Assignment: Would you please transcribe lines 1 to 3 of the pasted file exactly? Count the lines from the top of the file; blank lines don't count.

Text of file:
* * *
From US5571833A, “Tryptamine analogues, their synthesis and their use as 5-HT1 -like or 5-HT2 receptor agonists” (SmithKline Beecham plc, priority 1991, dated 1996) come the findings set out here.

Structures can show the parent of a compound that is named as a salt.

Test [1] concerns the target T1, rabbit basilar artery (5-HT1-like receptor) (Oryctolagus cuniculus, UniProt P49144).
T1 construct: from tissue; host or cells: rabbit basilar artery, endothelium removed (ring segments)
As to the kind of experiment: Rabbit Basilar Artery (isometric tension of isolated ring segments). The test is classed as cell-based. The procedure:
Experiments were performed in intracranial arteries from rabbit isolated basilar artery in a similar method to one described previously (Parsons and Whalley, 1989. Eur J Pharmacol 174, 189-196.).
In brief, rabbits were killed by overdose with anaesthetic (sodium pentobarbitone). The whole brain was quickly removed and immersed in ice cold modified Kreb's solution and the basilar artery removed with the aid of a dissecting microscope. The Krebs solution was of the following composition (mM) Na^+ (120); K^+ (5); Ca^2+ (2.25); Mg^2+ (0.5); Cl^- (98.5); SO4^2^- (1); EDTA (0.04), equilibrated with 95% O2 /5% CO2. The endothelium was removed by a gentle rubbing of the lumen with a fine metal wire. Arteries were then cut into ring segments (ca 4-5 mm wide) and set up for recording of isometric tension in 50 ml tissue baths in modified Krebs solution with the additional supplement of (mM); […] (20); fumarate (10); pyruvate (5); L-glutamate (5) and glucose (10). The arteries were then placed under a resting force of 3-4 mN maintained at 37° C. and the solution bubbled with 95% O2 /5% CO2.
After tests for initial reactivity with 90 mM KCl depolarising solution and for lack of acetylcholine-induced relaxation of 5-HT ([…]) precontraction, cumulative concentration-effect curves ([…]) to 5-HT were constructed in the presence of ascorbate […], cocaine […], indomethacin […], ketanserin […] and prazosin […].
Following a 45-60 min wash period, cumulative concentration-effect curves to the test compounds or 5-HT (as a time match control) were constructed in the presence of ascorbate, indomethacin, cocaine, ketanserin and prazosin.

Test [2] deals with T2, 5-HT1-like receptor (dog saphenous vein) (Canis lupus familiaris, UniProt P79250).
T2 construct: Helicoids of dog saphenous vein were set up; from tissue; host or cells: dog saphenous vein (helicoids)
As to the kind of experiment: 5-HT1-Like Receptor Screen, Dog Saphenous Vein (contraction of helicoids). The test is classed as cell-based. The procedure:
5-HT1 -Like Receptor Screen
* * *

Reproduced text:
From US5571833A, “Tryptamine analogues, their synthesis and their use as 5-HT1 -like or 5-HT2 receptor agonists” (SmithKline Beecham plc, priority 1991, dated 1996) come the findings set out here.

Structures can show the parent of a compound that is named as a salt.

Test [1] concerns the target T1, rabbit basilar artery (5-HT1-like receptor) (Oryctolagus cuniculus, UniProt P49144).